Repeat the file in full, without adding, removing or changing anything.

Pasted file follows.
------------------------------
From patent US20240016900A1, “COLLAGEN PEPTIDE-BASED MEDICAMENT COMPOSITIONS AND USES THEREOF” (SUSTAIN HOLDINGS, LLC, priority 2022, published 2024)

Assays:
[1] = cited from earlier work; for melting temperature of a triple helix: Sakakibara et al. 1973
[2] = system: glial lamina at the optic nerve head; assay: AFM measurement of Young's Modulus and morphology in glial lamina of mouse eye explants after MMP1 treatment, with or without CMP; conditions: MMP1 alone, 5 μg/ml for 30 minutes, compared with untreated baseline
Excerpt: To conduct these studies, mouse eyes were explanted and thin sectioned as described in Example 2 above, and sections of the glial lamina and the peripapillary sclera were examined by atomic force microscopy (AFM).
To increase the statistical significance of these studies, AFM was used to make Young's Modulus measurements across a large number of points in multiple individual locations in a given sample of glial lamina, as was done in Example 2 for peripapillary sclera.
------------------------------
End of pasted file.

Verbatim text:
From patent US20240016900A1, “COLLAGEN PEPTIDE-BASED MEDICAMENT COMPOSITIONS AND USES THEREOF” (SUSTAIN HOLDINGS, LLC, priority 2022, published 2024)

Assays:
[1] = cited from earlier work; for melting temperature of a triple helix: Sakakibara et al. 1973
[2] = system: glial lamina at the optic nerve head; assay: AFM measurement of Young's Modulus and morphology in glial lamina of mouse eye explants after MMP1 treatment, with or without CMP; conditions: MMP1 alone, 5 μg/ml for 30 minutes, compared with untreated baseline
Excerpt: To conduct these studies, mouse eyes were explanted and thin sectioned as described in Example 2 above, and sections of the glial lamina and the peripapillary sclera were examined by atomic force microscopy (AFM).
To increase the statistical significance of these studies, AFM was used to make Young's Modulus measurements across a large number of points in multiple individual locations in a given sample of glial lamina, as was done in Example 2 for peripapillary sclera.